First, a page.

Setting of ground rules in the first few lessons (with the adequate sharing of power) with the learners is important.  A reminder of the ground rules in subsequent lessons will ensure learners are aware of their rights and responsibilities in a class.  Adequate and regular reviews of such ground rules would deem to be necessary if there are constant disruptions in class lessons.

In order to avoid the boredom of lecturing, I often use small group discussions (with Socratic questioning) and collaborative and relevant learning activities to reinforce the learning points.  This would then be followed by plenary discussion in which each group’s contribution is valued, shared and summarised.  This allows my students to share their ideas, debate and report in a constructive and responsible manner.  In this manner, power of learning is shared amongst the learners, and they would also see the power (of influencing) in a positive manner.

I see power associated with such action is not only legitimate, but necessary.  I would not relegate my power as a teacher in the classroom to ensure that the environment is conducive to learning.  And that’s how I maintain my integrity, accountability, and responsibility as a teacher.  What do you think?

Are all the above issues absent in digital connections?  I don’t think so.  As discussed in Network logic http://www.demos.co.uk/files/networklogic.pdf , networking as a process is emergent, with weak ties and new connections forming in an amorphous manner.

“They are all around us. We rely on them. We are threatened by them. We are part of them. Networks shape our world, but they can be confusing: no obvious leader or centre, no familiar structure and no easy diagram to describe them. Networks self-organise, morphing and changing as they react to interference or breakdown.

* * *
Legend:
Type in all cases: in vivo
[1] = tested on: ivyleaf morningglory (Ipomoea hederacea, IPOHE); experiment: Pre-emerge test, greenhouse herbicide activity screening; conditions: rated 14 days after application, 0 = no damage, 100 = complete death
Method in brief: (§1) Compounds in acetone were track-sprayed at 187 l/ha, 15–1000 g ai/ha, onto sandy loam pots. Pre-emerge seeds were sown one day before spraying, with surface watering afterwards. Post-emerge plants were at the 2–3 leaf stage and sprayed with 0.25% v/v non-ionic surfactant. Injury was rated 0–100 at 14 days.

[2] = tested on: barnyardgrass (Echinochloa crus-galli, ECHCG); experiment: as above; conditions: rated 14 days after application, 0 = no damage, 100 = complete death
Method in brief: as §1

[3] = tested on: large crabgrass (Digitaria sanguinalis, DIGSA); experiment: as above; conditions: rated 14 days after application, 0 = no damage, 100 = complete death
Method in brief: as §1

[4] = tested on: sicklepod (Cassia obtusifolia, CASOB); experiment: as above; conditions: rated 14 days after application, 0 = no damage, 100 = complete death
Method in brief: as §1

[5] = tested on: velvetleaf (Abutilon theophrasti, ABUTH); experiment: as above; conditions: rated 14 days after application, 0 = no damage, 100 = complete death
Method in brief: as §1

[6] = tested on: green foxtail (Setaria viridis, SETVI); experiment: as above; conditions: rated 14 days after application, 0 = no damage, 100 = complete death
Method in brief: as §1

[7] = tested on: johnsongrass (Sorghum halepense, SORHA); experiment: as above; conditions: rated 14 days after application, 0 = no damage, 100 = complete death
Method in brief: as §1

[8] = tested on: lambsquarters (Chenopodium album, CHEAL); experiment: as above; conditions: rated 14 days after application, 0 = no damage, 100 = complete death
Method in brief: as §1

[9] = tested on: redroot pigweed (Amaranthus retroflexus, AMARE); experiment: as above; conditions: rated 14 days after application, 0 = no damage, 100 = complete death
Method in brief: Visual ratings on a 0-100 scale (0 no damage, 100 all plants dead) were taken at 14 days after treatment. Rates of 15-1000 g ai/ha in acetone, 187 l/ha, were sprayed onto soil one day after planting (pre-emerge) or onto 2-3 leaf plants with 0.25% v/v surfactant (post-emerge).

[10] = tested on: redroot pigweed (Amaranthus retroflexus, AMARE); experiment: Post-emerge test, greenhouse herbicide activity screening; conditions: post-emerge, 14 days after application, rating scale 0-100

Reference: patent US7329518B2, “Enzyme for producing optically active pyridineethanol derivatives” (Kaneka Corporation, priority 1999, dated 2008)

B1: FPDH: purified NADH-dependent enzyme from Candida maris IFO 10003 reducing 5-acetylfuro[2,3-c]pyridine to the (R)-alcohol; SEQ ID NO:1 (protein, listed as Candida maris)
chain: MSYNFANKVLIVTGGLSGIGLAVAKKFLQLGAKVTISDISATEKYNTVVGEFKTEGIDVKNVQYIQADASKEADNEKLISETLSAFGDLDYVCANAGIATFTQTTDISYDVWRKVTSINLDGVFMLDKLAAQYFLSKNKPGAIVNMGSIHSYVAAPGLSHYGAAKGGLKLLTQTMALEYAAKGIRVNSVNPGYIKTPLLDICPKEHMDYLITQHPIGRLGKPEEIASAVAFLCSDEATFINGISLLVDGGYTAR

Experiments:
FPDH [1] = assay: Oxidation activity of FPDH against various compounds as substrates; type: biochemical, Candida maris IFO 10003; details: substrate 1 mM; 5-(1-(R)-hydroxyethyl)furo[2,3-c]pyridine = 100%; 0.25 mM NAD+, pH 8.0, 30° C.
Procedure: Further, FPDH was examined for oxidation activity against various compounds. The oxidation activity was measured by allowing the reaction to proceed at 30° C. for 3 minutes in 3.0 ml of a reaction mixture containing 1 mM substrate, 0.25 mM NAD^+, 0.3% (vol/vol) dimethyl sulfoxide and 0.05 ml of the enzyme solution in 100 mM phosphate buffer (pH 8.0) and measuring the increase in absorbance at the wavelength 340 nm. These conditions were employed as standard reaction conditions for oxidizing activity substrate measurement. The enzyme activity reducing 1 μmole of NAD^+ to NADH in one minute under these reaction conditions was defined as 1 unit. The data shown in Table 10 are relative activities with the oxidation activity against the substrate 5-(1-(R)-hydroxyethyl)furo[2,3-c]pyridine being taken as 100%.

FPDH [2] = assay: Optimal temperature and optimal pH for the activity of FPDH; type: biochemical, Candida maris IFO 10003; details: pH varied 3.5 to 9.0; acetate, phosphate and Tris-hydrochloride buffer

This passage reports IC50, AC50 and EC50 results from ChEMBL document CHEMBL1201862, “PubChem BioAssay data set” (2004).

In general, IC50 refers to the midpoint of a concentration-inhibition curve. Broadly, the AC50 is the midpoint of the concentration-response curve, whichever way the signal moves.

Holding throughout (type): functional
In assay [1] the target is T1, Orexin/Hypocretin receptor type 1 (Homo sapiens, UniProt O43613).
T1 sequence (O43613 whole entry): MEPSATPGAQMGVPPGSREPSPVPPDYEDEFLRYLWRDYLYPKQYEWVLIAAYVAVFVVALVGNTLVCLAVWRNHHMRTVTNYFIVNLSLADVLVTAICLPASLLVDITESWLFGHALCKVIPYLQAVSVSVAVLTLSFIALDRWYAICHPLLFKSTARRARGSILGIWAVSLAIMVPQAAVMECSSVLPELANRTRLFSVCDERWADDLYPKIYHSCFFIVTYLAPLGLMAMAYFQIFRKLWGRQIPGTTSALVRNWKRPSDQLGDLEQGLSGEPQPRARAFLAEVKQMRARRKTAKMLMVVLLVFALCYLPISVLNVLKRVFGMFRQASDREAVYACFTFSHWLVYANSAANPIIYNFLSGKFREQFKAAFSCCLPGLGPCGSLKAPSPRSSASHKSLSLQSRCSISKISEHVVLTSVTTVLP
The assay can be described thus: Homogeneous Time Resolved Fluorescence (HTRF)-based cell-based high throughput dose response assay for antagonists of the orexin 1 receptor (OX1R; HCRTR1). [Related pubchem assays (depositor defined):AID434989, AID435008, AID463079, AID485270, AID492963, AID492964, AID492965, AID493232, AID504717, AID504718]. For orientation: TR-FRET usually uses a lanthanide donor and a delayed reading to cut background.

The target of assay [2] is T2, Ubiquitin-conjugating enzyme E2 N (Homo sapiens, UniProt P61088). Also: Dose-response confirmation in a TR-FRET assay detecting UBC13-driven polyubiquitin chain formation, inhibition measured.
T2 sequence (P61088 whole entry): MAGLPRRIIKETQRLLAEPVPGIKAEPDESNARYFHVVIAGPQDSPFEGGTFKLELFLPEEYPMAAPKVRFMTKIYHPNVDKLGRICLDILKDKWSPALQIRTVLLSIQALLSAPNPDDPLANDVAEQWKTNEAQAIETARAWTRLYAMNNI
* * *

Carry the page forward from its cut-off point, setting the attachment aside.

Networks are the language of our times, but our institutions are not programmed to understand them.

As individuals, we have taken advantage of the new connections: to earn, learn, trade and travel. But collectively we don’t understand their logic.”

Racism, sexism, sex, pornography, violence, hatred and evils are floating around in different connections in the virtual world.  Without adequate guidance from adults, are we sure that our teenage learners will not be attracted to those connections?  What are we going to do about it?  Can we police the evils?  How can we ensure that our coming generations are able to discern such evils in digital networking?

Power of power

Power of power

So, is connectivism still practical with K-12? http://ltc.umanitoba.ca/moodle/mod/forum/discuss.php?d=1048

My reflection of the views from Ruth, Jon, Jo, Carlos, Sharon, David, Ariel, Ken, Wendy and Catherine could be summarised as follows: power of a teacher in class is necessary in K-12, especially when teaching those learners who are still at a developmental stage (K-8).  And that gradual sharing of power through negotiation is desirable when the learners become more mature.